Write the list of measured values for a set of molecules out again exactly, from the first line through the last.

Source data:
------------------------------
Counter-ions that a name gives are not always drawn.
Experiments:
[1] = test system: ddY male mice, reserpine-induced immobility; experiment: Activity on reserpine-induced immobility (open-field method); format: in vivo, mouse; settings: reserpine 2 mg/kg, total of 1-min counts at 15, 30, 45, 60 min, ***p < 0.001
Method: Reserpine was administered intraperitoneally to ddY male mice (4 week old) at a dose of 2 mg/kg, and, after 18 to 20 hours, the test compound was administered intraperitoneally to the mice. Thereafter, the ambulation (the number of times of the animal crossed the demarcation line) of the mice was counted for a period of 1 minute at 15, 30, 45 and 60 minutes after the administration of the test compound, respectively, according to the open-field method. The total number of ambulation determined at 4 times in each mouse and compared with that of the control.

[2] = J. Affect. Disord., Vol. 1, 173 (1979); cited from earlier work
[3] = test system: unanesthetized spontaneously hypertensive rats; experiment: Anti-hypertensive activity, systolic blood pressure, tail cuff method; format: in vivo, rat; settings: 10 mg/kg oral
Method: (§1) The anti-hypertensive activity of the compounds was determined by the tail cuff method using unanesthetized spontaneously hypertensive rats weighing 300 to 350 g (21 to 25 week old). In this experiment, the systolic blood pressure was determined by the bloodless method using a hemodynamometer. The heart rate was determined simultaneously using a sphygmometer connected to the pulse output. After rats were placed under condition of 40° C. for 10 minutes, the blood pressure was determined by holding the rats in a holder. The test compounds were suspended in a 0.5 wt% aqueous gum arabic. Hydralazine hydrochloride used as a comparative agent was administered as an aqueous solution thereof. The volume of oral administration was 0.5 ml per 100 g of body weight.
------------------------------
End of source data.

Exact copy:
Counter-ions that a name gives are not always drawn.
Experiments:
[1] = test system: ddY male mice, reserpine-induced immobility; experiment: Activity on reserpine-induced immobility (open-field method); format: in vivo, mouse; settings: reserpine 2 mg/kg, total of 1-min counts at 15, 30, 45, 60 min, ***p < 0.001
Method: Reserpine was administered intraperitoneally to ddY male mice (4 week old) at a dose of 2 mg/kg, and, after 18 to 20 hours, the test compound was administered intraperitoneally to the mice. Thereafter, the ambulation (the number of times of the animal crossed the demarcation line) of the mice was counted for a period of 1 minute at 15, 30, 45 and 60 minutes after the administration of the test compound, respectively, according to the open-field method. The total number of ambulation determined at 4 times in each mouse and compared with that of the control.

[2] = J. Affect. Disord., Vol. 1, 173 (1979); cited from earlier work
[3] = test system: unanesthetized spontaneously hypertensive rats; experiment: Anti-hypertensive activity, systolic blood pressure, tail cuff method; format: in vivo, rat; settings: 10 mg/kg oral
Method: (§1) The anti-hypertensive activity of the compounds was determined by the tail cuff method using unanesthetized spontaneously hypertensive rats weighing 300 to 350 g (21 to 25 week old). In this experiment, the systolic blood pressure was determined by the bloodless method using a hemodynamometer. The heart rate was determined simultaneously using a sphygmometer connected to the pulse output. After rats were placed under condition of 40° C. for 10 minutes, the blood pressure was determined by holding the rats in a holder. The test compounds were suspended in a 0.5 wt% aqueous gum arabic. Hydralazine hydrochloride used as a comparative agent was administered as an aqueous solution thereof. The volume of oral administration was 0.5 ml per 100 g of body weight.